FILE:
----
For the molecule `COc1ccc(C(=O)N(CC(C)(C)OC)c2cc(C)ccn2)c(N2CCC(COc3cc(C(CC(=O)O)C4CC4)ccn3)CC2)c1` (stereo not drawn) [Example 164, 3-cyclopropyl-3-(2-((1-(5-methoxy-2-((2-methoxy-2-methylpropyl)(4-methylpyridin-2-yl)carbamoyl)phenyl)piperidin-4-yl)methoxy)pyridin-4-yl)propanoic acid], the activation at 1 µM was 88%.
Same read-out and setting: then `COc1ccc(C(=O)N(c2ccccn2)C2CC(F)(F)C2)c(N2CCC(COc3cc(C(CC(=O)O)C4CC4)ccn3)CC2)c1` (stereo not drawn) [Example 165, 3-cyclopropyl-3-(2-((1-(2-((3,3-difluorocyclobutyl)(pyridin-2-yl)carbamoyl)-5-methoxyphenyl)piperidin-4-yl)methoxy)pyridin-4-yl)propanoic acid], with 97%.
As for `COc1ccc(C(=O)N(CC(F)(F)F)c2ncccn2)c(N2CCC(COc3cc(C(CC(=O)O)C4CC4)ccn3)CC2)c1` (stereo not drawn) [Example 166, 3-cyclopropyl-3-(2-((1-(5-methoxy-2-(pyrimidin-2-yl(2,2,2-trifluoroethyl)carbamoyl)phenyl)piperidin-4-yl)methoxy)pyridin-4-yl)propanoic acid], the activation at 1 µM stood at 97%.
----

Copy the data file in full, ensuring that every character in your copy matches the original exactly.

For the molecule `COc1ccc(C(=O)N(CC(C)(C)OC)c2cc(C)ccn2)c(N2CCC(COc3cc(C(CC(=O)O)C4CC4)ccn3)CC2)c1` (stereo not drawn) [Example 164, 3-cyclopropyl-3-(2-((1-(5-methoxy-2-((2-methoxy-2-methylpropyl)(4-methylpyridin-2-yl)carbamoyl)phenyl)piperidin-4-yl)methoxy)pyridin-4-yl)propanoic acid], the activation at 1 µM was 88%.
Same read-out and setting: then `COc1ccc(C(=O)N(c2ccccn2)C2CC(F)(F)C2)c(N2CCC(COc3cc(C(CC(=O)O)C4CC4)ccn3)CC2)c1` (stereo not drawn) [Example 165, 3-cyclopropyl-3-(2-((1-(2-((3,3-difluorocyclobutyl)(pyridin-2-yl)carbamoyl)-5-methoxyphenyl)piperidin-4-yl)methoxy)pyridin-4-yl)propanoic acid], with 97%.
As for `COc1ccc(C(=O)N(CC(F)(F)F)c2ncccn2)c(N2CCC(COc3cc(C(CC(=O)O)C4CC4)ccn3)CC2)c1` (stereo not drawn) [Example 166, 3-cyclopropyl-3-(2-((1-(5-methoxy-2-(pyrimidin-2-yl(2,2,2-trifluoroethyl)carbamoyl)phenyl)piperidin-4-yl)methoxy)pyridin-4-yl)propanoic acid], the activation at 1 µM stood at 97%.